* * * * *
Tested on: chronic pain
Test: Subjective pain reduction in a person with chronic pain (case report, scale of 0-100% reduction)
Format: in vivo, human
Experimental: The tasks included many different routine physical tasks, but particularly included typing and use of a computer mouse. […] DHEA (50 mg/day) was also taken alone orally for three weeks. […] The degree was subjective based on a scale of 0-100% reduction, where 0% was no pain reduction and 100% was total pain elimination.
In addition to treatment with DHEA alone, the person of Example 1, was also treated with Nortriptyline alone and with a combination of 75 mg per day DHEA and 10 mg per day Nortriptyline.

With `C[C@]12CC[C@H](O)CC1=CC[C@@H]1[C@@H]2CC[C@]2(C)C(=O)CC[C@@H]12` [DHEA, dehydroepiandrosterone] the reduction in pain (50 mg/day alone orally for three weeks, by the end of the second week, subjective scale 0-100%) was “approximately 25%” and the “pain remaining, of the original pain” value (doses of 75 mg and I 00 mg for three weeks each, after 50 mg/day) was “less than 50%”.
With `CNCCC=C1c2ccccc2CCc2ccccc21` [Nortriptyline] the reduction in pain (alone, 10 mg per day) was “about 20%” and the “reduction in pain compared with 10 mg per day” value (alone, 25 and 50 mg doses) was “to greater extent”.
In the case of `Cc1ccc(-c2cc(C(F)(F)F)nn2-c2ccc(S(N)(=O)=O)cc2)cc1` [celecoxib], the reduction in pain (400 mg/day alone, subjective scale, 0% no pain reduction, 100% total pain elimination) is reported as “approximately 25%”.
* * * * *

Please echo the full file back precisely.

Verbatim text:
Tested on: chronic pain
Test: Subjective pain reduction in a person with chronic pain (case report, scale of 0-100% reduction)
Format: in vivo, human
Experimental: The tasks included many different routine physical tasks, but particularly included typing and use of a computer mouse. […] DHEA (50 mg/day) was also taken alone orally for three weeks. […] The degree was subjective based on a scale of 0-100% reduction, where 0% was no pain reduction and 100% was total pain elimination.
In addition to treatment with DHEA alone, the person of Example 1, was also treated with Nortriptyline alone and with a combination of 75 mg per day DHEA and 10 mg per day Nortriptyline.

With `C[C@]12CC[C@H](O)CC1=CC[C@@H]1[C@@H]2CC[C@]2(C)C(=O)CC[C@@H]12` [DHEA, dehydroepiandrosterone] the reduction in pain (50 mg/day alone orally for three weeks, by the end of the second week, subjective scale 0-100%) was “approximately 25%” and the “pain remaining, of the original pain” value (doses of 75 mg and I 00 mg for three weeks each, after 50 mg/day) was “less than 50%”.
With `CNCCC=C1c2ccccc2CCc2ccccc21` [Nortriptyline] the reduction in pain (alone, 10 mg per day) was “about 20%” and the “reduction in pain compared with 10 mg per day” value (alone, 25 and 50 mg doses) was “to greater extent”.
In the case of `Cc1ccc(-c2cc(C(F)(F)F)nn2-c2ccc(S(N)(=O)=O)cc2)cc1` [celecoxib], the reduction in pain (400 mg/day alone, subjective scale, 0% no pain reduction, 100% total pain elimination) is reported as “approximately 25%”.